In my opinion, pre-81 precedent is nigh-on worthless. The Great Centre-Left Schism (1981-2010) means that electoral lessons from that period are applicable only to that period.

    Even DURING the Schism, the Tories were able to win only 1 wafer-thin majority and one minority in 5 General Elections. What chance do they have in the next 5 Elections now that the Centre-Left is re-united?

  30. @Andyo

    Yes – How flaky are the lib dem ‘deserters’? I feel – and hope – that they are not flaky. They are very very angry at Cleggss ‘betrayal’ and labour poll ratings have been solidly consistnet for nearly a year now.

    Now my understadning is that these voters are genrewally ‘left of centre’.

    They are not going to vote tory – so the battle for labour is really agasint the lib dems – as their is not much sign of labour losing votes to the likes of the greens.

    Surely labour policy and strategy needs to concentrate on keeping their lib dem deserters? not chasing tory/labour swing voters.

    Another interesting quesion is wether the lib dem deserters prefer Ed M or Dave M. My feeling is that Ed M is more appealing to them.

    C’mon pollsters! Get your research going!

  31. Actually, this could be an empirical polling question.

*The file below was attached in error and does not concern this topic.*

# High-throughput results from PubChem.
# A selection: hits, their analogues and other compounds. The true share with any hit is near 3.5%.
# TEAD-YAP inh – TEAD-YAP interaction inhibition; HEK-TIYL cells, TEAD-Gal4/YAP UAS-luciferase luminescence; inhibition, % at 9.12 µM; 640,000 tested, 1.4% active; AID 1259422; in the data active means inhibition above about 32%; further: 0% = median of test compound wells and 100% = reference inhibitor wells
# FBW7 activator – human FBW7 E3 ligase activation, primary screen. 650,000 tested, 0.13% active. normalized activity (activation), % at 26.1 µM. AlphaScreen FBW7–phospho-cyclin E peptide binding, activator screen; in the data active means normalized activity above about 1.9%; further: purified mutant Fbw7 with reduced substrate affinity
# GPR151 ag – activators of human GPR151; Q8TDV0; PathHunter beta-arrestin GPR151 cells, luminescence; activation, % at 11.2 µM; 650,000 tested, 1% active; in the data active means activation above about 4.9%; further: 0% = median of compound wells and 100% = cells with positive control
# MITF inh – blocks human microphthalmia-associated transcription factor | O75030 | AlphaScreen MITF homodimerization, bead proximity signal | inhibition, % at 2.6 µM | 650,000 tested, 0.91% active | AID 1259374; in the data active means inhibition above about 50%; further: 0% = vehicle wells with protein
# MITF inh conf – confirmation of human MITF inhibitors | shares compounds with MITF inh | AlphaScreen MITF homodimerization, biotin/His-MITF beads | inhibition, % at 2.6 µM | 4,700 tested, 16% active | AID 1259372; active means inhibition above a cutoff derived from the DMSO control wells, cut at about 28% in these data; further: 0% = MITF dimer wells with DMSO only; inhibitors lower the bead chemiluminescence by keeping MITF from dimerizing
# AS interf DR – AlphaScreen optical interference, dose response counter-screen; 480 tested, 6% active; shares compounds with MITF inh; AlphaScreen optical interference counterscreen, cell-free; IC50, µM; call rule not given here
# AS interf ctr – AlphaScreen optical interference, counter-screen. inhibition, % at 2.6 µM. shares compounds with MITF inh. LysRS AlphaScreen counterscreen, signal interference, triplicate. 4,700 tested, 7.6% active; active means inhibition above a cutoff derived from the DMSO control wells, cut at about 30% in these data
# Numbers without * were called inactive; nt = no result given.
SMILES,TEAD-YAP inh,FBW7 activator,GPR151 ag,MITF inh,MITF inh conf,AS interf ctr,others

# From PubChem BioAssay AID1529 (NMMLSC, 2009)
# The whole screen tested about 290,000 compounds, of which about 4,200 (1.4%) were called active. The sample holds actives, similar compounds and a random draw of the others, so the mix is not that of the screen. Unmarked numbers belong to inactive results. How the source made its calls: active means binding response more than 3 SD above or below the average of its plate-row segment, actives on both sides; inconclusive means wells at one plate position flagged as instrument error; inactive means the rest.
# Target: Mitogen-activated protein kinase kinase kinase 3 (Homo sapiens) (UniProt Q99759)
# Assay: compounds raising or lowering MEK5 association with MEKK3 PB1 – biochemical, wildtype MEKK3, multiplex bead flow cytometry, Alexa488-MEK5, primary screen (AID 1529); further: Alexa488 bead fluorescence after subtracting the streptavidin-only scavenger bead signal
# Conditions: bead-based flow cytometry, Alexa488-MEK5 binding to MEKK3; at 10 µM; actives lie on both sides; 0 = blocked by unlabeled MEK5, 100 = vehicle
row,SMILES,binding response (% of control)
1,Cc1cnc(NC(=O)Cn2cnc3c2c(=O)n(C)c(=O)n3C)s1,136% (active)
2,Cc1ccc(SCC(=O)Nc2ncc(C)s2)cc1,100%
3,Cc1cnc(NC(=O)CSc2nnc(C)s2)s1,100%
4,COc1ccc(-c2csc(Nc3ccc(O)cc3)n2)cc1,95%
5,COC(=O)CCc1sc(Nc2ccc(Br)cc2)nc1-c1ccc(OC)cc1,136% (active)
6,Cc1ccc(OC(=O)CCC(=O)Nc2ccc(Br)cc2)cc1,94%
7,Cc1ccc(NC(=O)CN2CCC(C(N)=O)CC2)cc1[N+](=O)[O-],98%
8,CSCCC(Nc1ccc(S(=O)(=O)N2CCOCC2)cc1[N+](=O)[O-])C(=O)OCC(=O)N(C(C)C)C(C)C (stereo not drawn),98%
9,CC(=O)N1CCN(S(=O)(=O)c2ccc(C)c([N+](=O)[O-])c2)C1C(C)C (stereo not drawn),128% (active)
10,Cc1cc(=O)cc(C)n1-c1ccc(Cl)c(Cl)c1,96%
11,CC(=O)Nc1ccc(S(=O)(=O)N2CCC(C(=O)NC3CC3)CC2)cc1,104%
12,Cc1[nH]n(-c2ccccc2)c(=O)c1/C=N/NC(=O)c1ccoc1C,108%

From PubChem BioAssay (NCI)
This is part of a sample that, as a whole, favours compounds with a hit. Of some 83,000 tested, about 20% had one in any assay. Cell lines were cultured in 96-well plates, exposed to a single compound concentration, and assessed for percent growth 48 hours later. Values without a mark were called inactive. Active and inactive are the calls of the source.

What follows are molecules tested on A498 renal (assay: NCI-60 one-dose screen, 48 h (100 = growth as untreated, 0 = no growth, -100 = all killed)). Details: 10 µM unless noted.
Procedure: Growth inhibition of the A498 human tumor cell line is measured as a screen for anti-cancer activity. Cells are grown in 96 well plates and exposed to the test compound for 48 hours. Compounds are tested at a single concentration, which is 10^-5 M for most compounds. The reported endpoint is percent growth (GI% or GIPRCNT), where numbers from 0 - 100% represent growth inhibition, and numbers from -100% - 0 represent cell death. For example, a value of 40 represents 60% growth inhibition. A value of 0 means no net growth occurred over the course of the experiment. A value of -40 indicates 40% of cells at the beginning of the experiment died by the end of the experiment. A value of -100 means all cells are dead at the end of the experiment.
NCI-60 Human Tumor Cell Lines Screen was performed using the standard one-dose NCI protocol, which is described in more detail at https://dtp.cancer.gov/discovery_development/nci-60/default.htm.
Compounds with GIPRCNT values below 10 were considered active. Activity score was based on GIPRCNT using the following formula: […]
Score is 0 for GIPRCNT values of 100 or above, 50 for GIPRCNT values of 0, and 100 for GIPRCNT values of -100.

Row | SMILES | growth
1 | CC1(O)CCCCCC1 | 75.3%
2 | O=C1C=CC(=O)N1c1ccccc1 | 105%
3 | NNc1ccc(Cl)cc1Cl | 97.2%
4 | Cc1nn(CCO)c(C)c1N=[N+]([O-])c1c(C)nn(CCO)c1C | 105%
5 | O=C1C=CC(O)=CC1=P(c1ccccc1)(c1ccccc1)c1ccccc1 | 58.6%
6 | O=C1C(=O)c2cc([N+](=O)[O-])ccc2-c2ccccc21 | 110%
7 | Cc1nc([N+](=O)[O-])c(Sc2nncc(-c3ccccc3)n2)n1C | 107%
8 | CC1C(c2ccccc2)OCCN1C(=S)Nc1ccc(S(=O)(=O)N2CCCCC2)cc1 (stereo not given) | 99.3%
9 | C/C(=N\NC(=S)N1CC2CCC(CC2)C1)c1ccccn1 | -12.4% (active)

How likely to vote are the ex-lib now lab block?
    If they say less likely, then ‘The Worry’ may be founded.

    This will be shown up by the different ‘house-effects’ from the polling companies — who treat likelihood to vote in different ways to calculate their final VI figures.

    Has anyone got time to do the analysis? or have it to hand already? AW?

  32. Colin,

    ‘This sort of stuff about high level networkers makes my blood run cold & makes one wonder who actually pulls the real levers of power in this country.’

    Errr…the ruling class? Your side?

  33. Ken

    You are a naughty boy

    ” However, adding real value, for instance, a field of wheat from plough to Greggs is obvious. Thin air money does of course exist, but we invest in real money opportunities”

    Very true but extremely misleading. Yes indeed banks do make loans to productive business but that is a very small, vanishingly small part of their portfolio. The vast majority of bank lending is connected to real estate, corporate takeovers and derivative bets, less than 5% is lent to productive business and most of that to large concerns, loans for startups and SME expansion are a very very small share of bank lending